This one pretty much does what it says on the box – but it’s certainly a unique experience. The brace (it’s the right collective noun – check it!) of Indian Runner Ducks at Vergenoegd make the journey from the farm’s dam to the vineyards three times a day, where they help boost the farm’s biodiversity credentials by eating the snails and bugs that would otherwise threaten the vines and grapes – instead of using pesticides.
They’re herded to a ‘starting line’ of sorts at a set of gabled gates by some very patient team members, where they all stand proudly and wait for a signal. There’s a pathway charted for them through the grounds in front of the homestead by a set of shin-high barriers, lined by enthusiastic visitors who travel from far to see the parade. Once all the ducks are gathered, there’s a signal of sorts and the waddling begins.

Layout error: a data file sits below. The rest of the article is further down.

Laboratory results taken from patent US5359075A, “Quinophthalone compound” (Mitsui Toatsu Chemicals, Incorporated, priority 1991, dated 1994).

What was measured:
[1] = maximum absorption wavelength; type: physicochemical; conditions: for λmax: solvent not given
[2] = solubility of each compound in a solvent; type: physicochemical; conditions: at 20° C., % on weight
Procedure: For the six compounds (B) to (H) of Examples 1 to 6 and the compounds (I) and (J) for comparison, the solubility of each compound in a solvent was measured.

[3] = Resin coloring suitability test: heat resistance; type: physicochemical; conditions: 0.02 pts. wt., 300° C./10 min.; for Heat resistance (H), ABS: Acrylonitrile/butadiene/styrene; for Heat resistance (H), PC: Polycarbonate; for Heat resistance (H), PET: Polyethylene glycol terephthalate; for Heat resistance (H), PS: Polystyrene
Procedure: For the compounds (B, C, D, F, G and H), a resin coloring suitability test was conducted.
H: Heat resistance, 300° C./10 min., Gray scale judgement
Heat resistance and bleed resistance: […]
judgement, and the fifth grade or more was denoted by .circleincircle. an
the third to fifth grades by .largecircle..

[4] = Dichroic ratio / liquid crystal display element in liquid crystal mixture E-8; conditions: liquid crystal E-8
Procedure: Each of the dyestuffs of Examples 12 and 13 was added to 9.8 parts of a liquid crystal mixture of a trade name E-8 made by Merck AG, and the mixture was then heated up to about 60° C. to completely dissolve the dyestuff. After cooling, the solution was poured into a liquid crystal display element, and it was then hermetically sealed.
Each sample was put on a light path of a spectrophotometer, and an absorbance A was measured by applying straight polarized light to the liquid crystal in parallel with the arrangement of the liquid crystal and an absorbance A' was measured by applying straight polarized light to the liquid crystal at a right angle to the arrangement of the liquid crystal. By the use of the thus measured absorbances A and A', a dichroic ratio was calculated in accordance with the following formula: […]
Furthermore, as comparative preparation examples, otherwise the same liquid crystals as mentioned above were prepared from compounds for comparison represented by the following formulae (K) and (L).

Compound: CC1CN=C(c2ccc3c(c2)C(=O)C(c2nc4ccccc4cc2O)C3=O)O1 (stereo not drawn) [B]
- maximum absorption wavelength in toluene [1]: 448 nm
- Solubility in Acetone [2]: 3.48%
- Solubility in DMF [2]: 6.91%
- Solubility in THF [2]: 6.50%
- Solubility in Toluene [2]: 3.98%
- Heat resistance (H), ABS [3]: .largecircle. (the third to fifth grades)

A curious Indian Runner Duck quirk is the way they waddle – leaning forwards with their wings tucked back, giving them more than a passing resemblance to shuffling italic letters. The total flock numbers more than 1200, but they do race past relatively quickly – spurred on, no doubt, by the promise of a fresh bounty of snail snacks nearby.
The ‘waddling workforce’, as they’re known, are a pivotal part of the pest management program, which has been a work in progress since 1984.
The daily duck parade is free of charge, as is the breeding program experience. Wine tasting and cellar tours attract a fee of R85 and R300, respectively, with bookings for those available, online.
There’s also a breeding program in place, and visitors can extend their stay beyond the 10-minute parade to take a tour of the duck pens and breeding rooms.
The daily duck parade is free of charge, as is the breeding program experience.
Baden Powell Drive,
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